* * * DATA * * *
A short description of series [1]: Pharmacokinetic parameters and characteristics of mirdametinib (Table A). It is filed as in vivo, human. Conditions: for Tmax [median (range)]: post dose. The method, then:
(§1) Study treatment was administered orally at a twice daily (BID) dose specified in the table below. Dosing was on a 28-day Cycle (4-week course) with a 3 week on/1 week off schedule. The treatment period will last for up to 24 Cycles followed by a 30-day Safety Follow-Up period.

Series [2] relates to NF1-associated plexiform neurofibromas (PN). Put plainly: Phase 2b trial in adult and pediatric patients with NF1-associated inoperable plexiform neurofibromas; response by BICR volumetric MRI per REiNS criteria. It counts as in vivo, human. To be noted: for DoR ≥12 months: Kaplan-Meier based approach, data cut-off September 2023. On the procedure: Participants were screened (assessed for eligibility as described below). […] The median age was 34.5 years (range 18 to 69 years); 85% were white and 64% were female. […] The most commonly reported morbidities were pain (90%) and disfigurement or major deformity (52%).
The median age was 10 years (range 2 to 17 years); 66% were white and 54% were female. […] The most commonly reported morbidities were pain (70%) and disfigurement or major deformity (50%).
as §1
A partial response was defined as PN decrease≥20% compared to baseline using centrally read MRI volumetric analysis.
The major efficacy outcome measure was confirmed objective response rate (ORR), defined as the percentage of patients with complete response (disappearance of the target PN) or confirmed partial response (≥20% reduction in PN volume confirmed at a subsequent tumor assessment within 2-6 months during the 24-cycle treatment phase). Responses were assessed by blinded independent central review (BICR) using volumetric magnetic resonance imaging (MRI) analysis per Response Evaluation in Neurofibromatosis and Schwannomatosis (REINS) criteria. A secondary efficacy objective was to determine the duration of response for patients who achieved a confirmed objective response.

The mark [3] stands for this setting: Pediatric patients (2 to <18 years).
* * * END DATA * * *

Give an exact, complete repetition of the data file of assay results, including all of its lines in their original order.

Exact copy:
A short description of series [1]: Pharmacokinetic parameters and characteristics of mirdametinib (Table A). It is filed as in vivo, human. Conditions: for Tmax [median (range)]: post dose. The method, then:
(§1) Study treatment was administered orally at a twice daily (BID) dose specified in the table below. Dosing was on a 28-day Cycle (4-week course) with a 3 week on/1 week off schedule. The treatment period will last for up to 24 Cycles followed by a 30-day Safety Follow-Up period.

Series [2] relates to NF1-associated plexiform neurofibromas (PN). Put plainly: Phase 2b trial in adult and pediatric patients with NF1-associated inoperable plexiform neurofibromas; response by BICR volumetric MRI per REiNS criteria. It counts as in vivo, human. To be noted: for DoR ≥12 months: Kaplan-Meier based approach, data cut-off September 2023. On the procedure: Participants were screened (assessed for eligibility as described below). […] The median age was 34.5 years (range 18 to 69 years); 85% were white and 64% were female. […] The most commonly reported morbidities were pain (90%) and disfigurement or major deformity (52%).
The median age was 10 years (range 2 to 17 years); 66% were white and 54% were female. […] The most commonly reported morbidities were pain (70%) and disfigurement or major deformity (50%).
as §1
A partial response was defined as PN decrease≥20% compared to baseline using centrally read MRI volumetric analysis.
The major efficacy outcome measure was confirmed objective response rate (ORR), defined as the percentage of patients with complete response (disappearance of the target PN) or confirmed partial response (≥20% reduction in PN volume confirmed at a subsequent tumor assessment within 2-6 months during the 24-cycle treatment phase). Responses were assessed by blinded independent central review (BICR) using volumetric magnetic resonance imaging (MRI) analysis per Response Evaluation in Neurofibromatosis and Schwannomatosis (REINS) criteria. A secondary efficacy objective was to determine the duration of response for patients who achieved a confirmed objective response.

The mark [3] stands for this setting: Pediatric patients (2 to <18 years).